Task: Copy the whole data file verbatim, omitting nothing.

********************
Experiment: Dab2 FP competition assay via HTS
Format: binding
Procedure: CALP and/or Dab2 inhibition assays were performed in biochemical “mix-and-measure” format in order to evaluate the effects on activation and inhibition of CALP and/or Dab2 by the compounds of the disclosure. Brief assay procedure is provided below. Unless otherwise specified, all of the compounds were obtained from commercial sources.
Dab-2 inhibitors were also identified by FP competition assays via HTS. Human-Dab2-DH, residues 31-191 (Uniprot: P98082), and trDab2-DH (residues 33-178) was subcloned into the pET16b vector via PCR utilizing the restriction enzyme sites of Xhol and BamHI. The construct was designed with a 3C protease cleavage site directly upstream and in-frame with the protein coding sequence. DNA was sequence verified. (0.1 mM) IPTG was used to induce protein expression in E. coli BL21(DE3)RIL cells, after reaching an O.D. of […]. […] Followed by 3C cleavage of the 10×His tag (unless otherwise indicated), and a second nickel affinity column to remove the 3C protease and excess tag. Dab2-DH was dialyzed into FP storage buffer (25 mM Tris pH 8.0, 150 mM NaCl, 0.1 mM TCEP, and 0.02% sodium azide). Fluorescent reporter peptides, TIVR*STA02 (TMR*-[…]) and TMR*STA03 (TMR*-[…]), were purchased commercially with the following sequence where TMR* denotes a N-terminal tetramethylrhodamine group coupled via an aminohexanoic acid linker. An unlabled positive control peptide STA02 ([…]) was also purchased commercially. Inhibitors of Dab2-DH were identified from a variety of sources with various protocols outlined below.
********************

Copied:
Experiment: Dab2 FP competition assay via HTS
Format: binding
Procedure: CALP and/or Dab2 inhibition assays were performed in biochemical “mix-and-measure” format in order to evaluate the effects on activation and inhibition of CALP and/or Dab2 by the compounds of the disclosure. Brief assay procedure is provided below. Unless otherwise specified, all of the compounds were obtained from commercial sources.
Dab-2 inhibitors were also identified by FP competition assays via HTS. Human-Dab2-DH, residues 31-191 (Uniprot: P98082), and trDab2-DH (residues 33-178) was subcloned into the pET16b vector via PCR utilizing the restriction enzyme sites of Xhol and BamHI. The construct was designed with a 3C protease cleavage site directly upstream and in-frame with the protein coding sequence. DNA was sequence verified. (0.1 mM) IPTG was used to induce protein expression in E. coli BL21(DE3)RIL cells, after reaching an O.D. of […]. […] Followed by 3C cleavage of the 10×His tag (unless otherwise indicated), and a second nickel affinity column to remove the 3C protease and excess tag. Dab2-DH was dialyzed into FP storage buffer (25 mM Tris pH 8.0, 150 mM NaCl, 0.1 mM TCEP, and 0.02% sodium azide). Fluorescent reporter peptides, TIVR*STA02 (TMR*-[…]) and TMR*STA03 (TMR*-[…]), were purchased commercially with the following sequence where TMR* denotes a N-terminal tetramethylrhodamine group coupled via an aminohexanoic acid linker. An unlabled positive control peptide STA02 ([…]) was also purchased commercially. Inhibitors of Dab2-DH were identified from a variety of sources with various protocols outlined below.